In the Beginning
I had the good fortune to learn the power of goal setting when I was in high school. I remember the coaches on my high school football team preparing us to set goals for my senior year. We were in off-season spending most of our time lifting weights. For me, lifting weights was not a lot of fun until I started setting goals for myself.
During this time, I learned several key concepts about setting goals. One was to make your goals specific. We set a team goal to win the district championship. We were asked to set individual goals. I wanted to be the starting center on the football team. At 172 lbs., I was not the most likely center for any football team.
The second concept was to make the goals measurable. This concept sticks with me to this day. Have you ever heard the phrase, by Peter Drucker, “if you can’t measure it, you can’t improve it”? For our team goal, we set out to win all (100%) of our football games. For my personal goal, I wanted to be able to bench press 200 lbs.
The third concept was to make the goal timebound. What does this mean? It means to set a date and time for reaching your goals. What does this do for you? It motivates you to get started now and helps you to determine if you are successful in the timeframe that you have committed. For our team goal, the timeframe was the end of the football season for my senior year. I set a timeframe for the end of offseason for my personal goal of bench pressing 200 lbs. The end of offseason was the same as the end of the school year for my junior year.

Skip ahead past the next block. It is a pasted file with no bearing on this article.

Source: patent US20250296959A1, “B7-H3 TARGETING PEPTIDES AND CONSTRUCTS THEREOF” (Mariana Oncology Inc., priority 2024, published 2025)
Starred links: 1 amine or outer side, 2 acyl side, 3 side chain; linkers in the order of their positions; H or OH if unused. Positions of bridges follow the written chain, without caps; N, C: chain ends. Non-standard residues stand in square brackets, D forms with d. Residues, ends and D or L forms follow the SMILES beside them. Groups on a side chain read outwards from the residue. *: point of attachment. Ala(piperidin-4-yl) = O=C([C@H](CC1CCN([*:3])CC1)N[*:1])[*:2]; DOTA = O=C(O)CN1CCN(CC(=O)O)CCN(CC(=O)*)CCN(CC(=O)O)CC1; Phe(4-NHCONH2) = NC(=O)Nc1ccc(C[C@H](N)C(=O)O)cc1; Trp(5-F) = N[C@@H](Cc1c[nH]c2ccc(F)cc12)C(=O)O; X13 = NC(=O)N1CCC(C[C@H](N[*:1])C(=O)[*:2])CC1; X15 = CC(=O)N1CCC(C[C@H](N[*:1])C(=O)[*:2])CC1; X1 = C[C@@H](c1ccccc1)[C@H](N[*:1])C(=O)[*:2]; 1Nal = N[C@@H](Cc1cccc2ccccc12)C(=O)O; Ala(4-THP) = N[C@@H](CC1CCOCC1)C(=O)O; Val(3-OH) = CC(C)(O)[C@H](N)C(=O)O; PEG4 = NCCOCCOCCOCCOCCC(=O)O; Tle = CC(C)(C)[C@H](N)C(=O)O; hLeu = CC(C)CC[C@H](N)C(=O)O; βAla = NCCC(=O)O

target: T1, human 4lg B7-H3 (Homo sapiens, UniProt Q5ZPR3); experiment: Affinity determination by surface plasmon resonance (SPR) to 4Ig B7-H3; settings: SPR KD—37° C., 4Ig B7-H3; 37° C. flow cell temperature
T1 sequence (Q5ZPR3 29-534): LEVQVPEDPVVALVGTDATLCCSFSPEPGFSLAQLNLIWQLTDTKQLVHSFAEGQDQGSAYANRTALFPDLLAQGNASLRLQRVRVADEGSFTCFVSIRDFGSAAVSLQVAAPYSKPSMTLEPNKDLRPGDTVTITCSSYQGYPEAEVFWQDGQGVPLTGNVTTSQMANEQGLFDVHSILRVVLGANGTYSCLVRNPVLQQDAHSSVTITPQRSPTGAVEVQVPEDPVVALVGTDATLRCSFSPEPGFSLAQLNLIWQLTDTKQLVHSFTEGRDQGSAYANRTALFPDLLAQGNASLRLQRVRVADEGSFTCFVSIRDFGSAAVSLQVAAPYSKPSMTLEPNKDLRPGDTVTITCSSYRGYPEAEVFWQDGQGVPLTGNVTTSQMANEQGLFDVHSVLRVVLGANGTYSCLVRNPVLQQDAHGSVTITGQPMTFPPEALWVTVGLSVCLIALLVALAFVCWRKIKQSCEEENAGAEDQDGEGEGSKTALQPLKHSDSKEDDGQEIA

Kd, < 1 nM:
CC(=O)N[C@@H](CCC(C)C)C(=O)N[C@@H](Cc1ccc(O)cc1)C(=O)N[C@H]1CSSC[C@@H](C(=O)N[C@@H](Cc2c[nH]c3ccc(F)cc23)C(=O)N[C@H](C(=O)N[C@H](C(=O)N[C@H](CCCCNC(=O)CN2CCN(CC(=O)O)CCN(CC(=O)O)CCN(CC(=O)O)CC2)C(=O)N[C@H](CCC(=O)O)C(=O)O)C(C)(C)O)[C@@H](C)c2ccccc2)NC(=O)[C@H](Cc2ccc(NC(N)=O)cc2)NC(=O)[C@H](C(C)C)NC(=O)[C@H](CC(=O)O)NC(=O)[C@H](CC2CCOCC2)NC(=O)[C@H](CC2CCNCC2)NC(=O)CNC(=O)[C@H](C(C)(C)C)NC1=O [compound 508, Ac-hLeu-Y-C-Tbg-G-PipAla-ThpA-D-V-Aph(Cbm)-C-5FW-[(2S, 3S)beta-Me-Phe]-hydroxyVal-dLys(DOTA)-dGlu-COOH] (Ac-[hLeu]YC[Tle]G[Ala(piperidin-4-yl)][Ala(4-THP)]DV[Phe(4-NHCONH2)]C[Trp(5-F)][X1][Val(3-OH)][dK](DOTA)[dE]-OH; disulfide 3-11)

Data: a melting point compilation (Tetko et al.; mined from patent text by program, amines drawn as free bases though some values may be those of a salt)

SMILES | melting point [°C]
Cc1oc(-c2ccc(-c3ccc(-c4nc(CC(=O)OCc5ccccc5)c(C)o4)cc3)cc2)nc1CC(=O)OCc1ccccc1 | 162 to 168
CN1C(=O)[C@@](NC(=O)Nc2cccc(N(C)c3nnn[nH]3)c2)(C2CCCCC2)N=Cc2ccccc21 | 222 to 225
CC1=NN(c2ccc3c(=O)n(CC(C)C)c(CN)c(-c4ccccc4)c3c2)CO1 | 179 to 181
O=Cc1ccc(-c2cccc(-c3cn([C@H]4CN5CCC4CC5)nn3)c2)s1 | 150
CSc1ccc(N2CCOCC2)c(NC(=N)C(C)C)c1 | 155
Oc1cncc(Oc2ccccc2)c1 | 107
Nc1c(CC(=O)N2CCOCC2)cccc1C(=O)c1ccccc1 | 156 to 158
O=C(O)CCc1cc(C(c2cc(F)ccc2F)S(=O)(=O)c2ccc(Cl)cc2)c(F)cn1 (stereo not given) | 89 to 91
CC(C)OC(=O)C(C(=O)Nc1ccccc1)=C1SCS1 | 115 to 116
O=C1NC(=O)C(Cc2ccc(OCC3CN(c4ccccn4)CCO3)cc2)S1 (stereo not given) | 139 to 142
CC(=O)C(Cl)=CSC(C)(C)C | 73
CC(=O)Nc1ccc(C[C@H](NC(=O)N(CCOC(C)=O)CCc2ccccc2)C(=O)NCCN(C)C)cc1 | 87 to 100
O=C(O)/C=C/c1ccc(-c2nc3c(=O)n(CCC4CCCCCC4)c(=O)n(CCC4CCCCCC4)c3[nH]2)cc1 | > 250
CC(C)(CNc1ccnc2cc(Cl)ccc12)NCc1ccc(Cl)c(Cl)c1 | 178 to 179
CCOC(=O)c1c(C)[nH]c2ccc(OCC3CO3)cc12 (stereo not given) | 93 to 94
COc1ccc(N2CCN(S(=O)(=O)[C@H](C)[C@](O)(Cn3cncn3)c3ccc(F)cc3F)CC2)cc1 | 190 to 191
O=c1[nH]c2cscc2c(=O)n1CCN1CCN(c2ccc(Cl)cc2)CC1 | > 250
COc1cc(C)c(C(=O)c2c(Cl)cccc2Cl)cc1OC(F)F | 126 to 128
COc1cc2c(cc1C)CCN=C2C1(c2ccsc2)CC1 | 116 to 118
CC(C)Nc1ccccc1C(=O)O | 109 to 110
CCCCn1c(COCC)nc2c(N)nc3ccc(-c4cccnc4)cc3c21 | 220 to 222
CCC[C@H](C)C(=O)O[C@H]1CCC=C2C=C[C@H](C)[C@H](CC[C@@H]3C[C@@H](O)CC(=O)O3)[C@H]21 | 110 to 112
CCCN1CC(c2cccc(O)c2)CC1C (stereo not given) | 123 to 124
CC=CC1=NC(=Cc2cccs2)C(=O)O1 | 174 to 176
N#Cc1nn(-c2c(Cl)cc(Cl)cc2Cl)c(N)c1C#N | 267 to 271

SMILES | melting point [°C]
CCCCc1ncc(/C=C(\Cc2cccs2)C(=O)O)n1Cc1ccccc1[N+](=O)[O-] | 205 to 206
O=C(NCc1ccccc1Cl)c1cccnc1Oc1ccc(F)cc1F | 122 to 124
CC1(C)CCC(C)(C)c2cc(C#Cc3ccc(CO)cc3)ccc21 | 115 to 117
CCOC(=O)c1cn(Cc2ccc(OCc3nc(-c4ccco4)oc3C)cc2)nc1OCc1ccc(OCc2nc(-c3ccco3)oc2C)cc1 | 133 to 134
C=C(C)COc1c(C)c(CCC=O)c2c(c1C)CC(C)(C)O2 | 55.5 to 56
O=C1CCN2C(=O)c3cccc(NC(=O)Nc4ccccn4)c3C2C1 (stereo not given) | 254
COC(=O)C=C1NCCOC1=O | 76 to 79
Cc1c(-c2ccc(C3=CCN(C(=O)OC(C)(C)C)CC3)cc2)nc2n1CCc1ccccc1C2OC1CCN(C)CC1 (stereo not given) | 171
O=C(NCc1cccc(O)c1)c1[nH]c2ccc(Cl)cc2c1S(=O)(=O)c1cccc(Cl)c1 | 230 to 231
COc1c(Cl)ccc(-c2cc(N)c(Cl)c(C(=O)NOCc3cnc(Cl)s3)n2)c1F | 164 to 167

The final concept that I remember was to review your goals every day. Keep your goals fresh in your mind. Part of reviewing your goals was to visualize your goals by putting a visual reminder on your bathroom mirror or somewhere to remind you to think about your goals.
What Happens When You Set Goals?
The best part of my last two years of high school was learning to set goals. The team did not win the district championship, however, we performed very well as a team. Personally, I reached my goal to bench press 200 lbs. There were some extra successes that I had not planned for. I became one of the leaders of the team and I was selected as All-District as a center on the offense. I learned that working toward and achieving your goals can be very fulfilling.
What does this mean for you? You too can set goals. Whether you are in sales, looking for donors or investors, finding new volunteers, or leading a team. Working toward your goals can be very motivating and rewarding. Remember to make your goals specific, measurable and timebound. Review and visualize your goals regularly to increase your chances for success.
Who Needs Goals?
I have practiced setting goals throughout my life. I have applied goal setting in the areas of personal and professional interests including, cycling, personal finance, sales, training, speaking and leadership. I have set goals in every area of my life including mental, physical, spiritual, financial, emotional, and social. It has helped me to maintain focus and motivation as I strive to reach new heights in all aspects of my life. It is one of the most important things I have learned in life. Who needs goals? Everyone needs them! I encourage you to also develop and set goals for your life and your career.
Leave a Reply